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Replaced Theme - How should it be done?


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#1 of 38 OFFLINE   Gord Lacey

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Posted August 28 2005 - 03:26 AM

I'd love to hear people's thoughts on how a theme song should be replaced on DVD when the piece of music costs too much.

There are a few examples I've seen:

1) New music added to old visuals: This has happened most recently on "Married... with Children." The new song is inserted over the standard opening of the show.

2) Overseas opening used: "Dawson's Creek" uses a song recorded for overseas airings. While this is a new song for people in the US/Canada, it was something that's associated with the show in different markets.

3) Variation of 2: "Las Vegas" used the US opening song for the pilot episode, but swapped in the overseas opening for subsequent episodes.

4) Removal of most openings: "Joan of Arcadia" contained the opening (with music) on the first episode of each disc. Other episodes included credits during the "teaser" which opened each episode, but there wasn't a theme song, or proper video opening for those episodes.

5) Removal of all openings: Just get rid of the opening to the show completely.

Let's not debate music costs, but stick with the best way (in your opinion), to handle replacing a theme song on a DVD set. I'm interested in your opinions (yes, I have a favorite).

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#2 of 38 OFFLINE   ElijahS

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Posted August 28 2005 - 03:29 AM

Either what was done to Joan of Arcadia or Las Vegas. Luckily, this hasn't affected any of the shows I collect, but to me those seems to be the best options.
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#3 of 38 OFFLINE   Will_B

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Posted August 28 2005 - 03:32 AM

Sound alike musicians, sound alike band. Make a note-for-note, inflection-for-inflection perfect copy of the original music.
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#4 of 38 OFFLINE   WillG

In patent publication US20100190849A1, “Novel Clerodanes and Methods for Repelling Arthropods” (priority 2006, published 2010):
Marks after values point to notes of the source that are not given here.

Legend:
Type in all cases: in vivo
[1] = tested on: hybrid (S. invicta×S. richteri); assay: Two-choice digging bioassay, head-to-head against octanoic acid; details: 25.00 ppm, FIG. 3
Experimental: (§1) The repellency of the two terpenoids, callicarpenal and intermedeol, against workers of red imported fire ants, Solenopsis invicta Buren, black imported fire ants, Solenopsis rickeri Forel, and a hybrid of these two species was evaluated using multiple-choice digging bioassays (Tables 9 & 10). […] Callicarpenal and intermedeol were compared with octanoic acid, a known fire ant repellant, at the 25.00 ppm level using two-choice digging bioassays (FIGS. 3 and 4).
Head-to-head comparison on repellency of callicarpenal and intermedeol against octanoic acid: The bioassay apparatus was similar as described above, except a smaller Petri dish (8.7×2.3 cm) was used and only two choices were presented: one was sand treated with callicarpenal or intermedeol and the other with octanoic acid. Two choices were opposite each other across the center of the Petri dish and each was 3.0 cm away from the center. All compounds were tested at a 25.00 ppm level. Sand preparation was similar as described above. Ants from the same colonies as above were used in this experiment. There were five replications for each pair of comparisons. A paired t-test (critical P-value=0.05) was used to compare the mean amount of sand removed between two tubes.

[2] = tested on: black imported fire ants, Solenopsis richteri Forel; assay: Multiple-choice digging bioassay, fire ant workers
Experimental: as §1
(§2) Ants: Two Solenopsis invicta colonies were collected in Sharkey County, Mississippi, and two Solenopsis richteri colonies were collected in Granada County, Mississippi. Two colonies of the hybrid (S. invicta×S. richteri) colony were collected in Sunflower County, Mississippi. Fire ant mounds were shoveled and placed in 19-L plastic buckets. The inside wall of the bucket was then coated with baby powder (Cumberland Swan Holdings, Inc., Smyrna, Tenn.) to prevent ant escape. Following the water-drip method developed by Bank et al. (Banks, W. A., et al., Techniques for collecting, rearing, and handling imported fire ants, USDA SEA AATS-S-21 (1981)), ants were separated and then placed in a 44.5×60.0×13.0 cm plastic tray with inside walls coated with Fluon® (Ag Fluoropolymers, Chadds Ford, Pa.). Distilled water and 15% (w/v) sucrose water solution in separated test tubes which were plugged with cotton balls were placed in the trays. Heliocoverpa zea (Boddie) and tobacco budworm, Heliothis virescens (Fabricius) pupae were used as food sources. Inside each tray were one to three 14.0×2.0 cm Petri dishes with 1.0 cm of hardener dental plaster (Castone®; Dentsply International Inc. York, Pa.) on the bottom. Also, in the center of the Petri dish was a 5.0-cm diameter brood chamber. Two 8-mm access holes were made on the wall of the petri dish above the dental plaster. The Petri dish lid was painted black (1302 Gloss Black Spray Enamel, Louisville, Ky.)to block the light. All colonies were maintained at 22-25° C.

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Posted August 28 2005 - 03:42 AM

It's difficult to say, as there are different situations when it comes to a theme song. I don't mind how they handled "Married with Children" as I don't watch the show for a theme song. But are the rights typically negotiated for the entire package or for each episode in the set? If it is the latter, it would be nice if they studio would pay to licence the song for the 1st episode in the set so everybody get to hear the original music once. However, there are shows where the theme song tells the story. Most people know how the "Brady Bunch" theme goes and the premise of the show, but I think in a instance like that, the removal really would make a difference. However, a theme song that tells a story was obviously written specifically for the show, so can they fall into the same kind of rights hell that non-specific theme songs fall into?

I would eliminate option 5 entirely from what should be done and go with option 4 for a bit more of a reasonalbe alternative. I suppose with most other shows, the best option could vary on a case by case basis.

Quote:
Sound alike musicians, sound alike band. Make a note-for-note, inflection-for-inflection perfect copy of the original music.


I'm not seeing how that could work because you would still need permission to do that (although maybe it would run a bit cheaper that using the original song)
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#5 of 38 OFFLINE   John*D

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Posted August 28 2005 - 03:45 AM

4) Removal of most openings



I usually skip over opening credits, but at least give it to us once per disc.

#6 of 38 ONLINE   TravisR

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Posted August 28 2005 - 04:48 AM

If the option was between not releasing it or changing it, I'd go with:

1) New music added to old visuals

#7 of 38 OFFLINE   Dane Marvin

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Posted August 28 2005 - 04:57 AM

Choice 1. Can't really see how anyone would want choices 4 or 5. Choice 4 was done with early "Little House on the Prairie" sets, much to everyone's dismay. Of course, that also wound up shaving off some episode-specific credits off of the episodes themselves (not a good move).

While implementing choice 4 may not necessarily mean losing episode-specific credits (a la "Little House") in all cases, I can see it happening again with some random show, probably a Lion's Gate one. Posted Image After all, give these studios an inch, they'll take a mile.

Choice 1. Sony handled "Married... with Children" the best they could.

#8 of 38 OFFLINE   AnthonyC

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Posted August 28 2005 - 06:37 AM

Definitely choice 1. It should be noted on the package as well.

#9 of 38 OFFLINE   Katherine_K

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Posted August 28 2005 - 06:46 AM

I've never had a set where music needed replacing period, but if I was looking at a set that needed the theme replaced I'd say I'd want Option 1. As Anthony said, it should be noticed on the package.